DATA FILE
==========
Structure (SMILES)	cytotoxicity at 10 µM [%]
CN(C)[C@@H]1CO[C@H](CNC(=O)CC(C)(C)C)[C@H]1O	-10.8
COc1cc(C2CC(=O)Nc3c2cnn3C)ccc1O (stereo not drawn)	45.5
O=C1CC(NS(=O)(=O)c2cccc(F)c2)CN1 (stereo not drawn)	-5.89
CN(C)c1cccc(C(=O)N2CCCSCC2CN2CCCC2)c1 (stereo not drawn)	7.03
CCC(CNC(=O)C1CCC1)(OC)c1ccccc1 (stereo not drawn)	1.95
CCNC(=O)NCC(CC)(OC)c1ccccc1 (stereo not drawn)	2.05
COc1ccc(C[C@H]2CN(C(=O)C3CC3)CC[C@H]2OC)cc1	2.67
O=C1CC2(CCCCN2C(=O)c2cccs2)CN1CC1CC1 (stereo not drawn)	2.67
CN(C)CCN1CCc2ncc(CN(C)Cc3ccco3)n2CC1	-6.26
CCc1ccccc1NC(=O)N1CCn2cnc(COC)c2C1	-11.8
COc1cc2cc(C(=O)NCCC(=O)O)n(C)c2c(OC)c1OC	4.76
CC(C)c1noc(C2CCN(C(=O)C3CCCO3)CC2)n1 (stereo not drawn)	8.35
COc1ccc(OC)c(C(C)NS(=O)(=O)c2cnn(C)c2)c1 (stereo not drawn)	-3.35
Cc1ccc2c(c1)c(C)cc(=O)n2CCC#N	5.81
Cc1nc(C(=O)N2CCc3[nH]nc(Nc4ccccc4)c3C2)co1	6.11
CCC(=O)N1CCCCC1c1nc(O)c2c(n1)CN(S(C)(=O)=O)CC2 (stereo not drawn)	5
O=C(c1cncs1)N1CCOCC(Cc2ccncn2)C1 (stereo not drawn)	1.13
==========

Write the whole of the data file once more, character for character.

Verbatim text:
Structure (SMILES)	cytotoxicity at 10 µM [%]
CN(C)[C@@H]1CO[C@H](CNC(=O)CC(C)(C)C)[C@H]1O	-10.8
COc1cc(C2CC(=O)Nc3c2cnn3C)ccc1O (stereo not drawn)	45.5
O=C1CC(NS(=O)(=O)c2cccc(F)c2)CN1 (stereo not drawn)	-5.89
CN(C)c1cccc(C(=O)N2CCCSCC2CN2CCCC2)c1 (stereo not drawn)	7.03
CCC(CNC(=O)C1CCC1)(OC)c1ccccc1 (stereo not drawn)	1.95
CCNC(=O)NCC(CC)(OC)c1ccccc1 (stereo not drawn)	2.05
COc1ccc(C[C@H]2CN(C(=O)C3CC3)CC[C@H]2OC)cc1	2.67
O=C1CC2(CCCCN2C(=O)c2cccs2)CN1CC1CC1 (stereo not drawn)	2.67
CN(C)CCN1CCc2ncc(CN(C)Cc3ccco3)n2CC1	-6.26
CCc1ccccc1NC(=O)N1CCn2cnc(COC)c2C1	-11.8
COc1cc2cc(C(=O)NCCC(=O)O)n(C)c2c(OC)c1OC	4.76
CC(C)c1noc(C2CCN(C(=O)C3CCCO3)CC2)n1 (stereo not drawn)	8.35
COc1ccc(OC)c(C(C)NS(=O)(=O)c2cnn(C)c2)c1 (stereo not drawn)	-3.35
Cc1ccc2c(c1)c(C)cc(=O)n2CCC#N	5.81
Cc1nc(C(=O)N2CCc3[nH]nc(Nc4ccccc4)c3C2)co1	6.11
CCC(=O)N1CCCCC1c1nc(O)c2c(n1)CN(S(C)(=O)=O)CC2 (stereo not drawn)	5
O=C(c1cncs1)N1CCOCC(Cc2ccncn2)C1 (stereo not drawn)	1.13